Isolated medial malleolus nonunion is a rare entity in foot and ankle surgery; TBW, as shown in the current case, can be an effective treatment modality. The rarity of the problem, as evidenced by the limited literature, does not permit any evidence-based recommendation. However, points in favor of this procedure are ease of use, controlled compression, no damage to the sandwiched inlay bone graft, better suitability for fractures with small distal fragments and osteoporotic fractures.
Tension band wiring may be better than screw fixation in the management of medial malleolus nonunion as it is technically straightforward, cost-effective, can provide equal or more surgeon controlled compression than a screw; it does not damage the sandwiched inlay bone grafting. It is especially suitable for fractures with small distal fragments and/or osteoporosis.
1. Capogna BM, Egol KA. Treatment of nonunions after malleolar fractures. Foot Ankle Clin 2016;21:49-62.1. Capogna BM, Egol KA. Treatment of nonunions after malleolar fractures. Foot Ankle Clin 2016;21:49-62.
2. Khurana S, Karia R, Egol KA. Operative treatment of non-union following distal fibula and medial malleolar ankle fractures. Foot Ankle Int 2013;34(3):365-371.
3. Madhu T, Morgan-Jones R. A modified operative technique for enhanced compression of medial malleolar non-union. Injury Extra 2005;36:520-525.
4. Banks SW. The treatment of non-union of fractures of the medial malleolus. J Bone Joint Surg Am 1949;31A(3):658-662.
5. Laurent LE. Pseudarthrosis of the internal malleolus. Ann Chir Gynaecol Fenn 1956;45(1):48-55.
6. Mindell ER, Rogers WJ 3rd. Refracture of ununited medial malleolus. Clin Orthop 1958;11:233-236.
7. Mendelsohn HA. Nonunion of malleolar fractures of the ankle. Clin Orthop Relat Res 1965;42:103-118.
8. Walsh EF, DiGiovanni C. Fibular nonunion after closed rotational ankle fracture. Foot Ankle Int 2004;25(7):488-495.
9. Dodson NB, Ross AJ, Mendicino RW, Catanzariti AR. Factors affecting healing of ankle fractures. J Foot Ankle Surg 2013;52(1):2-5.
10. Donken CC, van Laarhoven CJ, Edwards MJ, Verhofstad MH. Misdiagnosis of OTA Type B (Weber B) ankle fractures leading to nonunion. J Foot Ankle Surg 2011;50(4):430-433.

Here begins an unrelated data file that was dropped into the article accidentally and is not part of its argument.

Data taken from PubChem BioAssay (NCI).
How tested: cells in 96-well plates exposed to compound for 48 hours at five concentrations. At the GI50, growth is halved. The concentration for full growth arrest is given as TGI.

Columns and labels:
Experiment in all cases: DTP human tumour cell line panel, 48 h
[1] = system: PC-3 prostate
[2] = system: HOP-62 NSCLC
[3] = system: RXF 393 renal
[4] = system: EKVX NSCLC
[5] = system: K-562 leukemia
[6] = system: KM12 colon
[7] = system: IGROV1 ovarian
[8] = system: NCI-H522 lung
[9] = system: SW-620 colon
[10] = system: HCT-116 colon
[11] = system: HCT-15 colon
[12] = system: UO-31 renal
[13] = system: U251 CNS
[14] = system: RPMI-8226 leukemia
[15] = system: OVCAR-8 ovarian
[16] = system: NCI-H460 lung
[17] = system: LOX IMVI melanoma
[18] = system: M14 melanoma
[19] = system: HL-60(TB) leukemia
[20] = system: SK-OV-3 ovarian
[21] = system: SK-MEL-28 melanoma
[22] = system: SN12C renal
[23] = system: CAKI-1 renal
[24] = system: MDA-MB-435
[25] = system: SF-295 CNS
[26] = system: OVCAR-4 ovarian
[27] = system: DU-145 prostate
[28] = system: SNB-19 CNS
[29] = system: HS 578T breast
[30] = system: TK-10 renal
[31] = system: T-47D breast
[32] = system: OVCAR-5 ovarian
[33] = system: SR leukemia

11. Weber BG, Cech O. Pseudarthrosis: Pathophysiology, Biomechanics, Therapy and Results. New York: Grune and Stratton; 1980.
12. Muller GM. Fractures of internal malleolus. Br Med J 1945;2(4418):320.
13. Watson-Jones SR. Fractures and Joint Injuries. 4th ed., Vol. 2. Baltimore: William and Wilkins; 1957.
14. Kristensen B. A report on results of treatment A.M. Lauge-Hansen of malleolar fractures (Danish). Nord Med 1948;37:277.
15. Burchardt H. The biology of bone graft repair. Clin Orthop Relat Res 1983;174:28-42.
16. Reckling FW, Waters CH 3rd. Treatment of non-unions of fractures of the tibial diaphysis by posterolateral cortical cancellous bone-grafting. J Bone Joint Surg Am 1980;62(6):936-941.
17. Muller ME, Allgower M, Schneider R, Willenegger H. Screws and plates and their application. In: Manual of Internal Fixation. 3rd ed. Ch. 3. New York: Springer-Verlag; 1991. p. 226-228.
18. Kanakis TE, Papadakis E, Orfanos A, Andreadakis A, Xylouris E. Figure eight tension band in the treatment of fractures and pseudarthroses of the medial malleolus. Injury 1990;21(6):393-397.
19. Ostrum RF, Litsky AS. Tension band fixation of medial malleolus fractures. J Orthop Trauma 1992;6(4):464-468.
20. Johnson BA, Fallat LM. Comparison of tension band wire and cancellous bone screw fixation for medial malleolar fractures. J Foot Ankle Surg 1997;36(4):284-289.
21. Shimamura Y, Kaneko K, Kume K, Maeda M, Iwase H. The initial safe range of motion of the ankle joint after three methods of internal fixation of simulated fractures of the medial malleolus. Clin Biomech (Bristol, Avon) 2006;21(6):617-622.
22. Mohammed AA, Abbas KA, Mawlood AS. A comparative study in fixation methods of medial malleolus fractures between tension band wiring and screw fixation. Springer Plus 2016;5:530.
23. Georgiadis GM, White DB. Modified tension band wiring of medial malleolar ankle fractures. Foot Ankle Int 1995;16(2):64-68.
24. Reider B, Falconiero R, Yurkofsky J. Nonunion of a medial malleolus stress fracture. A case report. Am J Sports Med 1993;21(3):478-481.
|Dr. Rakesh John||Prof. Mandeep Singh Dhillon||Dr. Ankit Khurana||Prof. Sameer Aggarwal||Dr. Prasoon Kumar|
|How to Cite This Article: John R, Dhillon M S, Khurana A, Aggarwal S, Kumar P. Tension Band Wiring Is As Effective As A Compression Screw In A Neglected, Medial Maleolus Non-Union: A Case-Based Discussion & Literature Review. Journal of Orthopaedic Case Reports 2017 Jul-Aug;7(4):72-75|
[Full Text HTML] [Full Text PDF] [XML]
Dear Reader, We are very excited about New Features in JOCR. Please do let us know what you think by Clicking on the Sliding “Feedback Form” button on the <<< left of the page or sending a mail to us at firstname.lastname@example.org